I've been involved in a paper that got accepted in a journal and has been published. Apparently, the paper has been selected to be part of a 'special edition of the journal'. The first author took the liberty to change the title of the paper and make other 'improvements'. I wonder if this is allowed. It seems wrong to me that an author would make such changes with an excuse that they asked for a 'camera-ready' version. This implies that the previous publication wasn't camera ready and lousy.

Is this normal?

1 Answer 1


"Camera ready" is just a colloquialism for the final version, going back to a time when things were literally archived on camera film (in some cases this still happens). It doesn't imply any other version was lousy.

Without knowing why the title was changed or other changes made I can't say if anything was improper. Sometimes journals are picky about titles and require them to follow a certain format. Sometimes journals require changes at the final step before publication to adhere to their style guide. Sometimes authors think these style choices are bad but have to make them anyway to make the journal happy.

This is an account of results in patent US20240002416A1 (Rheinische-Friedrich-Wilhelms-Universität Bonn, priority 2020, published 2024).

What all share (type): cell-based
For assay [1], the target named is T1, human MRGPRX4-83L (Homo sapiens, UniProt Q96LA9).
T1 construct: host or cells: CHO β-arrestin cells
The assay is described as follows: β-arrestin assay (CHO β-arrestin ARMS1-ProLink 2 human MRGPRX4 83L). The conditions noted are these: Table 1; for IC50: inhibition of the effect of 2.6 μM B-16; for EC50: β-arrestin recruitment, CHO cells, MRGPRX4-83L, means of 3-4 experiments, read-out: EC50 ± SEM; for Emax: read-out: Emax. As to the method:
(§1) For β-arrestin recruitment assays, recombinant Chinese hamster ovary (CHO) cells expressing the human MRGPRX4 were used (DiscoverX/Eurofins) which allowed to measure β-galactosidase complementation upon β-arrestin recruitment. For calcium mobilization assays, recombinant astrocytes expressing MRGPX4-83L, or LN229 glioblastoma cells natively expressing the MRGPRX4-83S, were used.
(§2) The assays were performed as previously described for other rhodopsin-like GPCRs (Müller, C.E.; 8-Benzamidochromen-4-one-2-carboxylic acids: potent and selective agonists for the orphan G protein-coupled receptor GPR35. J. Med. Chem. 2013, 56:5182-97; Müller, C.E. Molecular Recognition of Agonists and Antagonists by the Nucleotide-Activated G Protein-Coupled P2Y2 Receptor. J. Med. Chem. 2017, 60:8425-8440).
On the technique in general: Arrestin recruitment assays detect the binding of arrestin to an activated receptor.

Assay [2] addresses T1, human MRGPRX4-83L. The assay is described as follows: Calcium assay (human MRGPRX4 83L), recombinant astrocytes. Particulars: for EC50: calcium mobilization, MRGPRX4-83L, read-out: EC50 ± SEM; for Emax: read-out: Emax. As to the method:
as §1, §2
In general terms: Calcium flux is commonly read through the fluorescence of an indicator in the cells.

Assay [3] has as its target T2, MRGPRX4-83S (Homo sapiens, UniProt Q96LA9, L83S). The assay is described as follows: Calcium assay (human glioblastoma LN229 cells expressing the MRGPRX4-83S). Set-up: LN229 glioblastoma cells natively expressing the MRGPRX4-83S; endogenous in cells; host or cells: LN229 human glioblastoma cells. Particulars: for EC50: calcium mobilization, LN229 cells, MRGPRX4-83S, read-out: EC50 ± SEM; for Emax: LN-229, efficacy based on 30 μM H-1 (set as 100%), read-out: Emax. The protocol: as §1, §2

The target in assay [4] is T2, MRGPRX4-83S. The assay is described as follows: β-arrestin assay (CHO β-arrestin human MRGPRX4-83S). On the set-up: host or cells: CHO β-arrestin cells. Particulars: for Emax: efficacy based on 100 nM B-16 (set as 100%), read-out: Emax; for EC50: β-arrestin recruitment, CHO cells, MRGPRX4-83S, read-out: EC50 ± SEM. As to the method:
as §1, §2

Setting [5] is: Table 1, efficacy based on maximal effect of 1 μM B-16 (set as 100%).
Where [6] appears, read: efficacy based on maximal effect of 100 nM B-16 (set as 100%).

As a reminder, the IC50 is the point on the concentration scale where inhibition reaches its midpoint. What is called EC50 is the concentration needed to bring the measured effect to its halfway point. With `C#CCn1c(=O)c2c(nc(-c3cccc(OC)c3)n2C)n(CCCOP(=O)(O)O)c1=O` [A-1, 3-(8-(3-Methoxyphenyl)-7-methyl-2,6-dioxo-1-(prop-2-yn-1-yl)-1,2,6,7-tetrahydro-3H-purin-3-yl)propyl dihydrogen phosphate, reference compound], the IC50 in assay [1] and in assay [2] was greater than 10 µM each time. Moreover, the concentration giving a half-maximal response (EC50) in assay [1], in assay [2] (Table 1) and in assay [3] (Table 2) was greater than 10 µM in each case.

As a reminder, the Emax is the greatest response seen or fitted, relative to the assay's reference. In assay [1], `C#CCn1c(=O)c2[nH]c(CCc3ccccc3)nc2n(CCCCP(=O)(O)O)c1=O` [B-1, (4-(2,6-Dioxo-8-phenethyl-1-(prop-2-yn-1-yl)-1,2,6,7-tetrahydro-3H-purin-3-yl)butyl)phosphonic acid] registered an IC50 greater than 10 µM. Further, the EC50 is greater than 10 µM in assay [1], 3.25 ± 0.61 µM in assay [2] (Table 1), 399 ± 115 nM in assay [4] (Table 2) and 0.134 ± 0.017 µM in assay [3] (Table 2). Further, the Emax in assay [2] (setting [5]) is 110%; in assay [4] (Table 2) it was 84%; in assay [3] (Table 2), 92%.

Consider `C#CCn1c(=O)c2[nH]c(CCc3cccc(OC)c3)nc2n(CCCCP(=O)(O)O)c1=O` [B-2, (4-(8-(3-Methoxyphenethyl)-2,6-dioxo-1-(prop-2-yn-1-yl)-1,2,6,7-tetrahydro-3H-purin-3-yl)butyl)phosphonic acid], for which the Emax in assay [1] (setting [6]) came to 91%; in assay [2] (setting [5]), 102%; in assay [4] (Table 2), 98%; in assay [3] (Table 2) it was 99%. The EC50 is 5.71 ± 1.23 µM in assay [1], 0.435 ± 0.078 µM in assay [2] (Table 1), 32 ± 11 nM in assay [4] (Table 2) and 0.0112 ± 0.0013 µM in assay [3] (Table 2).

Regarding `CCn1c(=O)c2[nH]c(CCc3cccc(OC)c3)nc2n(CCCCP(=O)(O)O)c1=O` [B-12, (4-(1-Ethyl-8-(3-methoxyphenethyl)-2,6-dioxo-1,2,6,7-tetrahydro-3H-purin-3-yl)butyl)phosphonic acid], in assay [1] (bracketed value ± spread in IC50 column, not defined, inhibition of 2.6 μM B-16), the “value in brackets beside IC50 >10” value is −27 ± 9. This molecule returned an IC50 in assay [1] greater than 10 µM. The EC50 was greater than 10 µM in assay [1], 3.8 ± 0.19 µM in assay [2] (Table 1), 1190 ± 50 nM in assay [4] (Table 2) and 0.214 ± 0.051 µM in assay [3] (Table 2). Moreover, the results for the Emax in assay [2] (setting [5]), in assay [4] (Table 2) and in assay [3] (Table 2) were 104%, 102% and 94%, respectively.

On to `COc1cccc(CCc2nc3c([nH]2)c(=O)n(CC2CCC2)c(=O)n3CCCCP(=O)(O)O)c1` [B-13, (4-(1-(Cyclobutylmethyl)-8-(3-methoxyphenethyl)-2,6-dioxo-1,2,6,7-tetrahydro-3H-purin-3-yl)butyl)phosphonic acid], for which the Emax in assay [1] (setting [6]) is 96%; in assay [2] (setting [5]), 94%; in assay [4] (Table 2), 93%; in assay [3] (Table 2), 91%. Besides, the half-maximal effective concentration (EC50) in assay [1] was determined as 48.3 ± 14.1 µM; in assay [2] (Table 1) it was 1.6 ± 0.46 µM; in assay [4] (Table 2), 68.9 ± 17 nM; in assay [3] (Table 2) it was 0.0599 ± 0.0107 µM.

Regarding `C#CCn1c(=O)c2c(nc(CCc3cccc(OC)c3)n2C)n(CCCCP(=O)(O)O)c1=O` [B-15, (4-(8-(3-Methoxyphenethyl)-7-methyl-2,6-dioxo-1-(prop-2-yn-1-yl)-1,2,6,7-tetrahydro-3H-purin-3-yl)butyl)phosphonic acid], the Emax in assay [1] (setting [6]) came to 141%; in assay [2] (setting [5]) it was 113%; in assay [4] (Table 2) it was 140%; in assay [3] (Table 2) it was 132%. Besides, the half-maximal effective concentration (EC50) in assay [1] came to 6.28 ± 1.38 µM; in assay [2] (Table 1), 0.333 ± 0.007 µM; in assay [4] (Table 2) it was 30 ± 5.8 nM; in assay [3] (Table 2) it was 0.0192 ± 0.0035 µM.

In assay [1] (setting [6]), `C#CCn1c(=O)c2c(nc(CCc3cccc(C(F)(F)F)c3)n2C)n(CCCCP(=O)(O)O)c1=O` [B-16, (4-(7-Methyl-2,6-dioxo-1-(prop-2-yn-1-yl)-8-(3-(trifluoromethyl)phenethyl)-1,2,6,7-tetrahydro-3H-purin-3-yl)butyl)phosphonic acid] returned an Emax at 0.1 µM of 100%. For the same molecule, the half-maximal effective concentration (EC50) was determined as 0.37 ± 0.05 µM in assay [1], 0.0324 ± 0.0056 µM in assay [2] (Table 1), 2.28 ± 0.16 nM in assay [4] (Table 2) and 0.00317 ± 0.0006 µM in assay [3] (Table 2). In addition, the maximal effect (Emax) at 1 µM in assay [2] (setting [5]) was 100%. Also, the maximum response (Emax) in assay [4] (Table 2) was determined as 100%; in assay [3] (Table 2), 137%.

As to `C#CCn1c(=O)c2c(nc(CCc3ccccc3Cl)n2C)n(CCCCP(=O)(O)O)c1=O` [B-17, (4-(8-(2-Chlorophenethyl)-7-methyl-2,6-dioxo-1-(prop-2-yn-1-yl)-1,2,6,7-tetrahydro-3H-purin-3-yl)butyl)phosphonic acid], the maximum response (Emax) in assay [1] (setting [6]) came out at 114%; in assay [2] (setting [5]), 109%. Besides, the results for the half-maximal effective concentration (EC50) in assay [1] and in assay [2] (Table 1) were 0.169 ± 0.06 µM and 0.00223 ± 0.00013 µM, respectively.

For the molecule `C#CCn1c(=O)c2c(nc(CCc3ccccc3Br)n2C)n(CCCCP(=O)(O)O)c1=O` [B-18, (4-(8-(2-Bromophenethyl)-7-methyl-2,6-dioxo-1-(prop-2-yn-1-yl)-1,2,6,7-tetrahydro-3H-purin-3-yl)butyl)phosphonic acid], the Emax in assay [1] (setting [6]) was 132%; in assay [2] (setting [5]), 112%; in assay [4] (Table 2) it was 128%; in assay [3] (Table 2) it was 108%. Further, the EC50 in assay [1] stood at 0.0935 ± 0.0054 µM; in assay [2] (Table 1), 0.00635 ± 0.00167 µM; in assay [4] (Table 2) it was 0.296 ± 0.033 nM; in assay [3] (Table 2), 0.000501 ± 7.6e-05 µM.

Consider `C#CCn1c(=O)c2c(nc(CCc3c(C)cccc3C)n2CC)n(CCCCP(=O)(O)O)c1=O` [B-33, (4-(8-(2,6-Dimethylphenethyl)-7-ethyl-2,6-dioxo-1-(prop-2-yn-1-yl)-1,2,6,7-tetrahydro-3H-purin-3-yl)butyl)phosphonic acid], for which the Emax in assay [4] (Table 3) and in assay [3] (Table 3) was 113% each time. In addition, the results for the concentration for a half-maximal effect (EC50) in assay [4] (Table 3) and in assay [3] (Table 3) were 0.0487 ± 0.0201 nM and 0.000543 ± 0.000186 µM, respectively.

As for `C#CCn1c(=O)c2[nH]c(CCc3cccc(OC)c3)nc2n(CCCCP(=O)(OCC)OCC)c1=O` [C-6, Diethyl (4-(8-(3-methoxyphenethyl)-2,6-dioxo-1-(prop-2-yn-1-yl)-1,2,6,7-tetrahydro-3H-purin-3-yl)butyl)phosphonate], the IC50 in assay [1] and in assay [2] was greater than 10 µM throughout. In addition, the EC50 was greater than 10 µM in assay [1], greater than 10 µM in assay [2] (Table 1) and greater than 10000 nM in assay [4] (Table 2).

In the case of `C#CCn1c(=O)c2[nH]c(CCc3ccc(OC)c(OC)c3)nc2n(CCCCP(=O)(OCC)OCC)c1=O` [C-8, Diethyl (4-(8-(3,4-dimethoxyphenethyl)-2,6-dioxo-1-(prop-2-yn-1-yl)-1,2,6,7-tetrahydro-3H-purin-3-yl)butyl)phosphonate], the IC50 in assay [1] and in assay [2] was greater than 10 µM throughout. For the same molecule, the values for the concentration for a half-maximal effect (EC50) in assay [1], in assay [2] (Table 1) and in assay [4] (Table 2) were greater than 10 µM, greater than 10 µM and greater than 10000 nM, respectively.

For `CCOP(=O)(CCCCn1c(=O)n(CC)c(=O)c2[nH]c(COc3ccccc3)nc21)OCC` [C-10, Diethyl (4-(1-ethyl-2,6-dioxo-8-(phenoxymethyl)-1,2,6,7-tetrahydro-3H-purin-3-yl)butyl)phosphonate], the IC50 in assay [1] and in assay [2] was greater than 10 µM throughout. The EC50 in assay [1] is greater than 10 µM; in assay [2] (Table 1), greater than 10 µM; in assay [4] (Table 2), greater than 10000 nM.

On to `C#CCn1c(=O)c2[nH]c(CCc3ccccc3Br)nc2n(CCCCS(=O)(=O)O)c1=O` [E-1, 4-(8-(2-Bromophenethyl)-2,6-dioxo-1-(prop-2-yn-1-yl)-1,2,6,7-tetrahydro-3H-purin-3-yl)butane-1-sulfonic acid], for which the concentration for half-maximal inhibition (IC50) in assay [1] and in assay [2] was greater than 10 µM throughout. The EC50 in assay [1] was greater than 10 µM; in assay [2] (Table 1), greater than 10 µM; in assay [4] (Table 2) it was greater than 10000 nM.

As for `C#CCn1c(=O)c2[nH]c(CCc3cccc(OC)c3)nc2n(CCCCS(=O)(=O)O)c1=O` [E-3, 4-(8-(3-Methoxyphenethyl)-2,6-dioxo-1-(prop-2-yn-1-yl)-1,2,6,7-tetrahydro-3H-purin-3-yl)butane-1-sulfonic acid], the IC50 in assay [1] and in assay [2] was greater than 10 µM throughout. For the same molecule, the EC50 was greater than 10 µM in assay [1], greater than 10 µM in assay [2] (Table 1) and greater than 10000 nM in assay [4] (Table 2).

Strictly speaking, all changes should be approved by all authors, but in practice a corresponding author may assume their coauthors would be okay with any minor changes, especially ones required by the journal, and not get everyone's approval.

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